The Courier News from Blytheville, Arkansas on April 17, 1950 · Page 13
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The Courier News from Blytheville, Arkansas · Page 13

Blytheville, Arkansas
Issue Date:
Monday, April 17, 1950
Page 13
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Page 13 article text (OCR)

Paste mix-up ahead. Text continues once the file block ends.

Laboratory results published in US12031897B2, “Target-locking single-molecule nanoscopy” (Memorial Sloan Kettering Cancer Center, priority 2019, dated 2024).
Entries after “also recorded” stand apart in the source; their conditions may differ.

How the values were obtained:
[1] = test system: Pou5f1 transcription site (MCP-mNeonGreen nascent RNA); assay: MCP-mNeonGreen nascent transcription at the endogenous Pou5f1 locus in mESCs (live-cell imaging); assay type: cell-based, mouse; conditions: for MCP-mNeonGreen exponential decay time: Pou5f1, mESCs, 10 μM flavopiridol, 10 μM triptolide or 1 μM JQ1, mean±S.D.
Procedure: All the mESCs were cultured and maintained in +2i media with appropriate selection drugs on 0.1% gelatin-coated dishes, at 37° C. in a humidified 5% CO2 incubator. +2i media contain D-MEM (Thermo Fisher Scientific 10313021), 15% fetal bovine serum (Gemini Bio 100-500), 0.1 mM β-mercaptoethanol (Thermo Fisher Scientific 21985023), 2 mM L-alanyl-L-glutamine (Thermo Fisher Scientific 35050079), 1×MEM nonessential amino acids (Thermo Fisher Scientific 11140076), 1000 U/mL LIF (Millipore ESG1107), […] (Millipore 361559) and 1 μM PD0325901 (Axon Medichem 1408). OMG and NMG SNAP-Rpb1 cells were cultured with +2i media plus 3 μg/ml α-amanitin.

HOOT)AT, AFRTL IT, W30 OUT OUR WAY By J. R. Williams %£%&?!• J*™z& *?d*^ 1 W&J&SSF&w* SURE, I'LL PRESS HtS \ R4.MTS, BUT ONLY IF I VOO'LL Be A WITNESS \ AMP KAAKE A DETAILED* \ RECORD OF EVERVTHIKIG \ IN THH POCKETS.' 1 TAKE I MO CHAkJCES SIMCE I' I THREW OUT AWAPOF / GUM FULL OF LKJT / AfJP HE SWORE IT 1 WAS A RABBITS / KJ""WYT» _^^ . FELCH ? ID HATE TO FeeLTHAT CPFeRlfxSG M& FOR THE tilGHT WOULD K<X>S£ HER . MAJOR/—OI.SA ALWAYS DID Like COMPMMV AMV- WAY/— SHe'S SOUM ASLEEP *JOW,THOO&H L6T5 MAKE IT QUIET •J^ - " LIKES CpMPAKSV WHEKJ SHE DOES tH& VJHY MOTHERS GET GKfff By Rupert Hughes b, NIA WrYICJ. INC Our Boarding House with Mtij. Hoople •L^-i-nEvn.LB (ARK.) COURrER NEWS PAGE THlltTKKK Political Announcement The Courier News has been authorized to announce the following candidates, subject to the Democratic primaries, July 25 and August. 8. FOR COUNT* JUDGE Roland Green FOR STATE REPRESENTATIVE L. H. Autry Re-election post No. S Kenneth S. Sulcer post No. 2 K. C. "dene" Fleeman (Tor re-election Post No. 4) For State Senator* W. R- Nicholson K'tucky No. 31 Fescue urt Mixtures, Alfalfa, SEED CORN State Certified COTTON SEED and SOYBEANS BLYTHEVILLE SOYBEAN CORP. Phone 6856 RADIO AND TELEVISION REPAIR Factory-Trained Mechanics Any Make or Model Prompt Service R«aionable t Prices Phone 2642 We Pick Up and Deliver Fred Cctllihan 110 So. First St., Blytheville XXIX QUERIPEL saw the i ' i man who had entered the house stop short and turn as if called. But Detective Stivers was not calling to the fellow. Stivers was speaking to himself, thinking that Queripel was nearby and his cry was one of discovery. "Kelso, rve got yon now!" he sang out again. Queripel did not move. He did not know Detective Pete Kelso by sight, and he wondered it this intruder might not be he. As Stivers spoke a second time, the fellow had whirled as if summoned by name, but now he stood puzzled and alarmed. ' Stivers' voice came again: "Steal my fingerprints, will you, Kelso! Well, just try it again!" Now Queripel was sure the visitor was Kelso himself, for the man advanced swiftly but silently to the doorway and peered intently at Stivers who was bent over his table examining the prints he had found. The intruder did not suspect the existence of Queripel, who could have reached out and touched him. But Martin Queri|>el preferred to watch from his concealment in th« heavy folds of the portieres. ; For a moment, Kelso—if it were i Kelso—plainly hesitated whether •to retreat or to advance. Queripel could hear his .heavy, hesitant ; breathing. Then:-as Stivers laughed again and gloated over his fingerprint specimens, Queripel saw the man reach slowly into his pocket, draw a revolver and level it at Stivers' back. Before Queripel could get out his own pistol, the man changed his mind, shifted his gun in his hand and grasped it by the barrel with the manifest intention of bashing in Stivers' skull. Queripel, much smaller and older than the stranger, was paralyzed by the thought that, before he could gel out his own gun and shoot the man down in his tracks, Stivers would be dead, or at least horribly mangled. Then, as he saw the man raise his pistol high over his shoulder for a crashing blow and move forward, Queripel pounced. • • • A/JOKE startled than Stivers -"•*• would have been to find himself suddenly dead, the stranger felt a heavy weight land on him from behind. He felt two small but desperate'hands seize his uplifted right wrist. He felt two knees, one in his shoulder blades and one in his left hip. He was pulled over backward with a disabling crash and fell on top of some small man who squirmed out from under him while he was still stunned by the blow the floor dealt him, and the crackling thump of his skull on the bare floor beyond the edge of the rug. Stivers sprang up from the table and whirled about. Staring down at the prostrate giant, he cried: "Kelso!" "So that's Kelso!" Queripel chortled. "You called him and he came to you like a spirit out of the vast deep." Queripel had wrested Kelso's revolver from his grasp as he fell. Now he shifted it from his right hand to his left and brought out his own automatic. He did not trust the weapons of strangers to be loaded. He was so childish with relief and triumph that he chuckled to Stivers: "Look, Pop! I'm a two-gun man!" Kelso's skull was still shaken by his brainquake and he was never quick at repartee. Indeed, the situation might have stumped a quicker wit than his. He just lay still and took in what Queripel had to say. have no warrant for your arrest, Kelso; but we're going to hold you here for trespassing until Stivers calls your brother police to lake you home. Slivers, you'll call the station from the hall. I'll see that Kelso doesn't fight you for the phone and beat you to death with the base of it— as he did when he called on poor Wendell Palmer and the old man not only refused to be blackmailed by Kelso's woman and her keeper, but rashly reached for the telephone to expose Kelso's threats." Queripel had a purpose of his own in saying all this to Kelso. It was a sort of try-out of his theory on the one person living who would know how accurate was Queripel's reconstruction of the crime. * • • CO he dumped his whole story into Kelso's upturned face as with a shovel, and saw Kelso wince, clench his eyes, cover them with his forearms and writhe in agony like a scotched snake. It was as good as a written confession of guilt, with the added terror of wondering how Queripel could have learned the truth. Next, Stivers leaned over him and told him just how and when he had stolen his own fingerprints and subslituled Paul Moody's. He added: "And « lot of good It did you! You ought lo have known that the fingcrprinls on the telephone felt would- not have been at all like the fingerprints on Paul Moody's statuary. Any fool could have seen that!" ; In his excitement Stivers neglected to give Queripel credit for opening his own eyes to the difference. But Queripel was never one to fight for credits. He was feeling almost sorry for Kelso, who was unhappy for such a multitude of good reasons for being unhappy. Even the deep velvety surface of the rug on which his body rested seemed as hard as • slab in the morgue, and as public. <T« Be Continued) The section of Washington, D.C., where the Lincoln Memorial stands, along the Potomac River, is sometimes called "Foggy Bottom/ "Say It With Flowers" BLYTHEVILLE FLOWER MART Memphis Hiway Phone 8002 Chamblin Sales Co. • Sales & Service • "Your Friendly Studebaker Dealer" RAILROAD & ASH r*HONE 6888 'But, Snidby, giving you a raise now would be inflationary! It you need extra cash, I suggest VZJEX /00n /rom Gf "***l- CONTRACT PURCHASE CORPORATION." \\ THE RAZORBACK PRESENTS Jamae" at the Hammond Organ NOW PLAYING 7 NIGHTS A WEEK! 6 p.m. to 1 a.m. Daily Enjoy Your Food in the. Pleasant Atmosphere of Our Ikautiful Dining Room We Specialize in Seafood? « Barbecue Ribs • Barbecue Chicken The RAZORBACK GASOLINE — TRACTOR FUEL — KEROSENE FUEL OIL — DIESEL FUEL OIL & GREASE G. O. POETZ OIL CO. 2089—Phone—2089 Office: 116 W. Walnut Rulk Plant: Promised Land For Expert Laundry , and Dry Cleaning—Call A BETTER LAUNDRY 44/4 NU-WA FRECKLES AND HIS FRIENDS BY MERRILL Shadysld* Win* .. . Now THEY'LL NEVER LISTEMTb ME; THEY DID EVERYTHING- THE WRONG- WAY AMD HIT YOU ^ SHOULD MO4N, . BRONC Look. iT MY Those are the seed catalogs you sent for this year—and here are the ones you didn't open last year!" PRISCILLA'S POP Reading From Right to Wrong BY AL VERM EBB WOW! MISS PRIMROSE SURE GOT -SORE AT OF THE QIRLS I SCHOOL TODAV KNOW THAT GIRL WHO S\TS IN PROMT OF ? THE ONE WITH YOU MEAN IT WAS THAT NICE LITTLE SIRU NO._ IT WAS THE GIRL WHO S\TS BEHIND HER! Scrobe's Reward I5Y MICHAEL .O'MALLEY and RALPH LAN! Slaving told Scrobeli* in- DIDICXJ > MEAR7HAT?SOUNDtD GOOD RIDOANCS .' MOW .„ TO GET 6ACX TO TH£ CABIN. • 1 HAVE WANS FOB MY OTHER GUESTS BEFORE PUUIN6 SMKIS. him, Mangle pushed him into the snow drifted ravine. 8crobe's great weight only pluriged him deeper into the soft snow. Wow he aasstm.buried irtagraueof white/ CAPTAIN EASY Mystery Grows BY LESLIE TURNEB FAPEE niTH WEITIU' ON IT. BUT IT SLOWED AW' IWTO IK' CAWOM S6FOH I COULD CATCH rr) UPELV MODELEO tIKEMESS PAN'! PLASTEE HEAD LOLA; TO TH- WIDDEB COWDEEV.' KEZE W MAZI DID st* «rr TW9.iuz.eote BUGS BUNNY WHAT YA QANOERtN' AT, SYLVESTER ? I DON'T SEE ,A THING.' Vole of No Confidence VOb KNOW. ADAMS. MvE SHOULDN'T HAME LET THAT CHAP GO ALONE. AFCOT HOW DO YOJ STOP A Bin DIS3USTED WITH ALLEY „ OOfS REFUSAL, TO HUNT TIGEIK FHOM THE COMPARATIVE SAFETY Of AN ELEPHANT, THE ADAMS EXPEDITION STAVS PUT WHILE THBK NEW MEM- EKE. GOES AT IT THE HARD WAV. LND HER BUDDIES BY EDGAR MARTIN FOUR BIG POUCHES \